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Neglected and abandoned horses taxing Okanagan resources

An injured and abandoned wild foal was rescued by O.A.T.S., a local non-profit, recently near the Summerland Research Station. - Photo courtesy of O.A.T.S.
An injured and abandoned wild foal was rescued by O.A.T.S., a local non-profit, recently near the Summerland Research Station.
— image credit: Photo courtesy of O.A.T.S.

For the third time this month, Theresa Nolet has found herself coming to the rescue of a foal.

“It is very alarming to me to see so many foals being abandoned. It is really not natural herd behaviour,” said Nolet.

Nolet, of One At A Time Success horse rescue, helped recover one foal at the beginning of the month, another was pulled to safety from the swollen river in Trout Creek. The latest foal was found injured and abandoned behind the Summerland Research Station.

“A woman came across the foal all alone and it appeared to be injured in an attack. The foal has puncture wounds on his neck, marks on his rear hip and its belly was swollen. The vet thinks it was stepped on, possibly by its mom,” said Nolet, who believes the foal was born the day it was found.

Earlier this month, the Regional District of Okanagan-Similkameen heard nearly 600 wild horses were counted on the Penticton Indian Band lands in March during an aerial survey.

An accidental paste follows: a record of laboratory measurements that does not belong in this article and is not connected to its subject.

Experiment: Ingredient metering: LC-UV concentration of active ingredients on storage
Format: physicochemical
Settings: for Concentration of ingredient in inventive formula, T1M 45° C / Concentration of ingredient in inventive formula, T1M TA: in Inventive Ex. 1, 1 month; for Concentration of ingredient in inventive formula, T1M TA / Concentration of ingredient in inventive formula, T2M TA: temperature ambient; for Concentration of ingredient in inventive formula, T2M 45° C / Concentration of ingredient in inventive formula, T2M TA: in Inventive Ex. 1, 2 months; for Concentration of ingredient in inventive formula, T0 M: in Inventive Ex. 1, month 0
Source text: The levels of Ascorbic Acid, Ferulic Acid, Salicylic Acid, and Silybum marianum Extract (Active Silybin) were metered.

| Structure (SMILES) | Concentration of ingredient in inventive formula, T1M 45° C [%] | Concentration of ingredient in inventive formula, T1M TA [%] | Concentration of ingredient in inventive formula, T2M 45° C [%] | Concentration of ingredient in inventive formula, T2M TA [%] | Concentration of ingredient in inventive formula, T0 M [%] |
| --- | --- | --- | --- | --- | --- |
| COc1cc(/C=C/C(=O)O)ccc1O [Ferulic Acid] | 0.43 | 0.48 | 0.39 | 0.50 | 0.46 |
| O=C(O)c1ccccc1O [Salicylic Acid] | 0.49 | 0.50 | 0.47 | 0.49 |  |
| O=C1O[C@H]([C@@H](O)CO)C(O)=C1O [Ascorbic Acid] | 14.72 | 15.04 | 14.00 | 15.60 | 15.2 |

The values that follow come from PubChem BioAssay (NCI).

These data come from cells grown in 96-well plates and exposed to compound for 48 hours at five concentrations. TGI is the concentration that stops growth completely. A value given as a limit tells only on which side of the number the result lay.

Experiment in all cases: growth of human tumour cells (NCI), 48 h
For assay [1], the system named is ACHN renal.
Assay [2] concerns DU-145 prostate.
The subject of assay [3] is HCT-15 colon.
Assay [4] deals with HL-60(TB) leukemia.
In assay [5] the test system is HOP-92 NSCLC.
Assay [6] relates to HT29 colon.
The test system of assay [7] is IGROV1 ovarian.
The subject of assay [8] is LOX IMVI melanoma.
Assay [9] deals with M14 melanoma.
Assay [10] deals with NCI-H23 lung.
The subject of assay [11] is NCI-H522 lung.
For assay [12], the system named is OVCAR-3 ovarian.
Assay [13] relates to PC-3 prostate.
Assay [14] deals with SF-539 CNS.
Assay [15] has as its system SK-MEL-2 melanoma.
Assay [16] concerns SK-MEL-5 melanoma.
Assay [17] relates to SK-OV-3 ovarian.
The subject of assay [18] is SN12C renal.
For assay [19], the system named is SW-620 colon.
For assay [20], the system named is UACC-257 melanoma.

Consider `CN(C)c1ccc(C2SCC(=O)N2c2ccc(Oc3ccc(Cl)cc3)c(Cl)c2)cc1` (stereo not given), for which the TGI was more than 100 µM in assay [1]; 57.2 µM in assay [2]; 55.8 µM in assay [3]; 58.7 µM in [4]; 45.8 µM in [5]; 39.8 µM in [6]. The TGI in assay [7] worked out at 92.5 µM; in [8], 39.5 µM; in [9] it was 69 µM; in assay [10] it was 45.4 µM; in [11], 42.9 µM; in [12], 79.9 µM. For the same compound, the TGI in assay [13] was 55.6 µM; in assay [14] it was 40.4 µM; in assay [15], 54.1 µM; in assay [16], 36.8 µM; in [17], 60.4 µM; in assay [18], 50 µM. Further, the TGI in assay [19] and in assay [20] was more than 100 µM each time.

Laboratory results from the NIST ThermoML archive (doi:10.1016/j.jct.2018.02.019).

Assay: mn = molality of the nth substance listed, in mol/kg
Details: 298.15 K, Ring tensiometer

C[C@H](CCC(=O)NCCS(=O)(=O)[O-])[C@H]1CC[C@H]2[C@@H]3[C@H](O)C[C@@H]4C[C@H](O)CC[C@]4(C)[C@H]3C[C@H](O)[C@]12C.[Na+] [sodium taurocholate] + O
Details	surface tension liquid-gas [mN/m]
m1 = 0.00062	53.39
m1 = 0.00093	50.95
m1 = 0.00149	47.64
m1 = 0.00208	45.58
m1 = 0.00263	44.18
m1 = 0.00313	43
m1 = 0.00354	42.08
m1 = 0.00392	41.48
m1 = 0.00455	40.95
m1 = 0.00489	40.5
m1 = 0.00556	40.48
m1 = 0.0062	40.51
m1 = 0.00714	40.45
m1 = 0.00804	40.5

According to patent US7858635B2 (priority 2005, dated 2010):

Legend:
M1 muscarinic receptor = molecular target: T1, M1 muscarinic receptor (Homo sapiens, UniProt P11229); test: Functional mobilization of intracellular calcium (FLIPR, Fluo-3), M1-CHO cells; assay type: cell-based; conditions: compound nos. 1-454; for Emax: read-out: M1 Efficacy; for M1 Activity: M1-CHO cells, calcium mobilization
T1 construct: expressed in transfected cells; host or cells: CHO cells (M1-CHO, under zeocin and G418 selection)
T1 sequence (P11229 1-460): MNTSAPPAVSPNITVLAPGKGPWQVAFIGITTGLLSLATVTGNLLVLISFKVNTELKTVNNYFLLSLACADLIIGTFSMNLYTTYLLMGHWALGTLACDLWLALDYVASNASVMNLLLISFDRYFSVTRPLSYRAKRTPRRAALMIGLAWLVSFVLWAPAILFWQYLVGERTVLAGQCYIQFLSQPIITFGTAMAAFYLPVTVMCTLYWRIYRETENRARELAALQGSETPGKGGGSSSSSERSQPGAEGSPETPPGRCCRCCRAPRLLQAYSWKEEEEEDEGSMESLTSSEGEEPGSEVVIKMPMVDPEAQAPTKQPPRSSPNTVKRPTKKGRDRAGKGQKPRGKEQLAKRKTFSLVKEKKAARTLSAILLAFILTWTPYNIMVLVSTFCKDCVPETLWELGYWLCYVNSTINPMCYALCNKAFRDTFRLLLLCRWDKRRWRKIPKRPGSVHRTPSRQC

The two governments are working to find a cost-effective solution to the issue of wild horses. Nolet feels something needs to be done quick.

“I think more pressure needs to be applied to this situation. Some of these horses roaming around, especially on the West Bench, are branded,” she said.

“They (owners) should be caring for them, not letting them roam wild to fall in rivers, left hurt and abandoned and to cross highways. That is not appropriate in my mind.”

The latest foal was taken to a vet in Kelowna, the cost was partially taken care for by Critteraid and O.A.T.S.

“The foal is staying with me for right now. I’m sleeping on a cot in a makeshift shelter used for storing hay that has been basically turned in to his nursery,” said Nolet.

“If another foal was found today I would have to turn it away because it is of huge time and effort to take care of them. We already have volunteers doing day and night shifts looking after the ones we have. These are horses people have just stumbled across, who knows how many more are out there.”

Anyone wanting to volunteer or donate to OATS for food and vet care can contact Nolet via email at bullterrier@shaw.ca.

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